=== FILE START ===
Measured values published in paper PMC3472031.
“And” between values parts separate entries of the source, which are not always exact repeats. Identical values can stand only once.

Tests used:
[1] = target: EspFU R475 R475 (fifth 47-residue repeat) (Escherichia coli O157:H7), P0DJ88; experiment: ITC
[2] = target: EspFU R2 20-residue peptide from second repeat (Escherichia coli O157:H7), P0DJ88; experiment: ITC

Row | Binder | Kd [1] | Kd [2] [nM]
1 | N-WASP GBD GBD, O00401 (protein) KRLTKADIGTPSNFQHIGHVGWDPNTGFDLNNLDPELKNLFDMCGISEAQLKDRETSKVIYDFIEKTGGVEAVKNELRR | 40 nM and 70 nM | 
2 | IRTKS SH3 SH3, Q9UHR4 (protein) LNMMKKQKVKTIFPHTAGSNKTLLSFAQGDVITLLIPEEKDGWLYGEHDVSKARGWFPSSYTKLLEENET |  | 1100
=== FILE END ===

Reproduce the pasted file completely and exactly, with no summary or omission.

Measured values published in paper PMC3472031.
“And” between values parts separate entries of the source, which are not always exact repeats. Identical values can stand only once.

Tests used:
[1] = target: EspFU R475 R475 (fifth 47-residue repeat) (Escherichia coli O157:H7), P0DJ88; experiment: ITC
[2] = target: EspFU R2 20-residue peptide from second repeat (Escherichia coli O157:H7), P0DJ88; experiment: ITC

Row | Binder | Kd [1] | Kd [2] [nM]
1 | N-WASP GBD GBD, O00401 (protein) KRLTKADIGTPSNFQHIGHVGWDPNTGFDLNNLDPELKNLFDMCGISEAQLKDRETSKVIYDFIEKTGGVEAVKNELRR | 40 nM and 70 nM | 
2 | IRTKS SH3 SH3, Q9UHR4 (protein) LNMMKKQKVKTIFPHTAGSNKTLLSFAQGDVITLLIPEEKDGWLYGEHDVSKARGWFPSSYTKLLEENET |  | 1100